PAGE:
• Open Access

Influenza in pregnancy


Matthew J. Memoli, Viral Pathogenesis and Evolution Section, Laboratory of Infectious Diseases, National Institute of Allergy and Infectious Diseases, National Institutes of Health, MSC 3203 33 North Dr., Bethesda, MD 20892-3203, USA.
E-mail: memolim@niaid.nih.gov


Please cite this paper as: Memoli et al. (2012) Influenza in pregnancy. Influenza and Other Respiratory Viruses 00(00), 000–000.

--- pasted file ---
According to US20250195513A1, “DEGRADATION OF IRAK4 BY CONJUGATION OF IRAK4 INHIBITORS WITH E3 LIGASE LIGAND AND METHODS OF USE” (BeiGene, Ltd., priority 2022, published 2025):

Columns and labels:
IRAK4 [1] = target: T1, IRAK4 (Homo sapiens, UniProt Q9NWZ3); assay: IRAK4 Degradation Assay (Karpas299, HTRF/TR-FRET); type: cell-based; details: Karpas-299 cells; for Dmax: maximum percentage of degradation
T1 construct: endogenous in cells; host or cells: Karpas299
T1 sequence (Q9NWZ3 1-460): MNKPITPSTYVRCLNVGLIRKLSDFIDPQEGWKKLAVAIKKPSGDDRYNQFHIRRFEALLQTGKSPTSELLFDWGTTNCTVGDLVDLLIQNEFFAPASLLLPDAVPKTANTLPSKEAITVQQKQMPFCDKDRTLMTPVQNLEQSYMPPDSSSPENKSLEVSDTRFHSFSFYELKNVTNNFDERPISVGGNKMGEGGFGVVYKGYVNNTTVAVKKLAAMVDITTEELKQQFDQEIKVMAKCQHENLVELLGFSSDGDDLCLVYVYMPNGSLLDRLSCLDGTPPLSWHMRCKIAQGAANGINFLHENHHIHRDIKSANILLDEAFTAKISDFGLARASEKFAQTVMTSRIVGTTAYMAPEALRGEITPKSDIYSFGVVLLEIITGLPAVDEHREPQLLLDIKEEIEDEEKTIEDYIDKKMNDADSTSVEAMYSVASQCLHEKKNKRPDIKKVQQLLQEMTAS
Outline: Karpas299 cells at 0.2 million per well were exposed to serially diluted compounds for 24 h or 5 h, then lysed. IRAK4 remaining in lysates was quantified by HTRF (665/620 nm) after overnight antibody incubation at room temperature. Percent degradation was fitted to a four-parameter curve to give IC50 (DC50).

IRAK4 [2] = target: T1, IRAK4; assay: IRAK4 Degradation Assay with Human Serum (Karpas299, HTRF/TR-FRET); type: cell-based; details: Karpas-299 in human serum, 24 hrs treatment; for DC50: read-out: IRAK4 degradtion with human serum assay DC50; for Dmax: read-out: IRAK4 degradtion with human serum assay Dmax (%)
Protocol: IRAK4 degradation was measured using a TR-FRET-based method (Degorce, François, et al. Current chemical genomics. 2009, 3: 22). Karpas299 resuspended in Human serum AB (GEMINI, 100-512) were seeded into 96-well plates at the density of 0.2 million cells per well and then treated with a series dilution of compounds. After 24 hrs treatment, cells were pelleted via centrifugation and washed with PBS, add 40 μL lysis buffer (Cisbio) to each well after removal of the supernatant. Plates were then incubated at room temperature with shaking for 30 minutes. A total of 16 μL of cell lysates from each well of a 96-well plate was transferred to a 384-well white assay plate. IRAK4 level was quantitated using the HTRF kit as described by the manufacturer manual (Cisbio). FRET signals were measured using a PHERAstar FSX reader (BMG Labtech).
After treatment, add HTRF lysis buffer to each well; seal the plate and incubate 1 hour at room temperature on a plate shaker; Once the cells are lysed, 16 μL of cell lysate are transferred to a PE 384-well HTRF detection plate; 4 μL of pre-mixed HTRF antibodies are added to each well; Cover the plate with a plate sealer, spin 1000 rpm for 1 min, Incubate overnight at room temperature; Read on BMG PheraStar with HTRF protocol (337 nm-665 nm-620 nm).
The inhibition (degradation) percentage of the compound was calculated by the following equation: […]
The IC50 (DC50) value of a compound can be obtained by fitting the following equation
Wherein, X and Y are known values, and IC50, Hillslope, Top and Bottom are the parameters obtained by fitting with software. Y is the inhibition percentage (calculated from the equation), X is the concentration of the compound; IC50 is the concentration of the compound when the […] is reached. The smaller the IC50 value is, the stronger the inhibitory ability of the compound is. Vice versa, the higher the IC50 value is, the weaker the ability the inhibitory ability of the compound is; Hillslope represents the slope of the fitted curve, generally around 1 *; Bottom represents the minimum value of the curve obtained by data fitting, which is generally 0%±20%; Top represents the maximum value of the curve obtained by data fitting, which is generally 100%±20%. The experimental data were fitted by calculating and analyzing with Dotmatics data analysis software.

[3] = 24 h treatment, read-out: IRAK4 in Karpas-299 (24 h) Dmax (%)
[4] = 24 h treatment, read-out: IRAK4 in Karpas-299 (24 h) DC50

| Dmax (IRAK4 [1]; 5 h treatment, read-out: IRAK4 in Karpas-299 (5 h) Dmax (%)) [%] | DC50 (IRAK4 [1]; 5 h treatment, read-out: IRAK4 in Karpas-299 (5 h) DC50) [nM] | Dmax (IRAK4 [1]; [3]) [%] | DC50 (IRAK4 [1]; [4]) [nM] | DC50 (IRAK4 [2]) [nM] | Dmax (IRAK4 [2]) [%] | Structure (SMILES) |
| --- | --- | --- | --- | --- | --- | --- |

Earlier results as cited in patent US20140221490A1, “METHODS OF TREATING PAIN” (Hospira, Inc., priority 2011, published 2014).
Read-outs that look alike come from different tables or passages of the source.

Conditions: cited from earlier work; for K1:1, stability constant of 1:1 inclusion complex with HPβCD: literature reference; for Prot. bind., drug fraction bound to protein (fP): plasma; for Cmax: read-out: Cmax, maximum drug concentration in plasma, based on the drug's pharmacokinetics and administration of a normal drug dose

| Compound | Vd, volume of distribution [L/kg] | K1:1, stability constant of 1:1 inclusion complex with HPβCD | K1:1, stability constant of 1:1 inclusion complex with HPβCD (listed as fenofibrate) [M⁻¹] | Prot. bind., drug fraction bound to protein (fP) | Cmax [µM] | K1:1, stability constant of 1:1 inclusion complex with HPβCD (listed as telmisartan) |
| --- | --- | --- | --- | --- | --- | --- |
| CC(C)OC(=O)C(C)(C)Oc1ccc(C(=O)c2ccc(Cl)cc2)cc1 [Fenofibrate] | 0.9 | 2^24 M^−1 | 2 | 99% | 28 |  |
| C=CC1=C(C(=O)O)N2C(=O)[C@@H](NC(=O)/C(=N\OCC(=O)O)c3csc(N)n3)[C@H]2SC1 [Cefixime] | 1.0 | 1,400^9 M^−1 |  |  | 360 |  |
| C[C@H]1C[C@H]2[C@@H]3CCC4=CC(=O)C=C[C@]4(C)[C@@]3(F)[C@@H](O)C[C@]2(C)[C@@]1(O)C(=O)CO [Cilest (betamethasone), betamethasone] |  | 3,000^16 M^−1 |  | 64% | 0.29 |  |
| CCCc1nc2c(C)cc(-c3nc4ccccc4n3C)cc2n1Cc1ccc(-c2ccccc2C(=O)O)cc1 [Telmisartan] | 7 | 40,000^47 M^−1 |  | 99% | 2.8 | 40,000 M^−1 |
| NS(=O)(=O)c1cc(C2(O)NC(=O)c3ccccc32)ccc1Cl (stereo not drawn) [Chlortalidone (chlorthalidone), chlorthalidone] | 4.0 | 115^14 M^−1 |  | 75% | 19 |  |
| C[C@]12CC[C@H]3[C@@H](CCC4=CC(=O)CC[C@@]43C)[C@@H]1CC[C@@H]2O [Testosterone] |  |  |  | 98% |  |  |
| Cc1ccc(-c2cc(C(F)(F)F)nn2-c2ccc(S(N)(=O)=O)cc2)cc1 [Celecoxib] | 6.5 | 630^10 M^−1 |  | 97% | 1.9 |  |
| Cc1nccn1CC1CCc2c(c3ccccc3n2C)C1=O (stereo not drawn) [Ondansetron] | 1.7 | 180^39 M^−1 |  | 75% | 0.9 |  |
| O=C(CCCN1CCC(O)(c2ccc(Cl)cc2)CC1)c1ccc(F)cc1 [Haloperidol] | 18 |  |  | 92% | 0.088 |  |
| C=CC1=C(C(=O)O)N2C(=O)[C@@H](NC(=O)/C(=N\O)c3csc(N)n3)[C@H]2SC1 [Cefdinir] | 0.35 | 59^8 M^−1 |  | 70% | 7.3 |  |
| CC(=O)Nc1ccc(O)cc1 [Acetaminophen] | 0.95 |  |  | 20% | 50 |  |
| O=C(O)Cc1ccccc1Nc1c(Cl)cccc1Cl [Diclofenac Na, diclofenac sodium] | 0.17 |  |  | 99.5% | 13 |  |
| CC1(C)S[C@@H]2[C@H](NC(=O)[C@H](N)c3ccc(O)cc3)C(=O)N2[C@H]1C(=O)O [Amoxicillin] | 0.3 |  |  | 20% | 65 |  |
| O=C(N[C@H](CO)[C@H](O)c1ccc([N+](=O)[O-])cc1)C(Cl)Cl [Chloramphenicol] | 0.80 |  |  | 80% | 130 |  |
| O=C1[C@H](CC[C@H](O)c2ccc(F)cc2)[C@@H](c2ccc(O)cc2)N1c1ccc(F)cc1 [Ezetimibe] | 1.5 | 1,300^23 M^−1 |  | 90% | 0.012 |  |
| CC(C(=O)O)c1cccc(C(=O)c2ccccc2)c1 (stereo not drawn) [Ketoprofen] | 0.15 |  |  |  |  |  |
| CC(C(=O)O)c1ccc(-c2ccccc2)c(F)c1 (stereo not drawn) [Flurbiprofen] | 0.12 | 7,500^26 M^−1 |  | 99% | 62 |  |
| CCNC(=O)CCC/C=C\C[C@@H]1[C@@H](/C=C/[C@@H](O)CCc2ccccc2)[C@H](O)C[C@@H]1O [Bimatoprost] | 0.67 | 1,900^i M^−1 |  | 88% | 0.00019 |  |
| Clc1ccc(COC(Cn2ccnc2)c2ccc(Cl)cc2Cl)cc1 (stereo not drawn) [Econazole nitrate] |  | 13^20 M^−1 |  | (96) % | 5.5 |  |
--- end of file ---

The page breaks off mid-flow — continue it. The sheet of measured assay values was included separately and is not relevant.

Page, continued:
The 2009 pandemic served as a strong reminder that influenza-induced disease can have a great impact on certain at-risk populations and that pregnant women are one such important population. The increased risk of fatal and severe disease in these women was appreciated more than 500 years ago, and during the last century, pregnant women and their newborns have continued to be greatly affected by both seasonal and pandemic influenza. In this review, we briefly discuss the data collected both before and after the 2009 pandemic as it relates to the impact of influenza on pregnant women and their fetuses/newborns, as well as risk variables, clinical features, clues to pathophysiologic mechanisms, and approaches to treatment and prevention.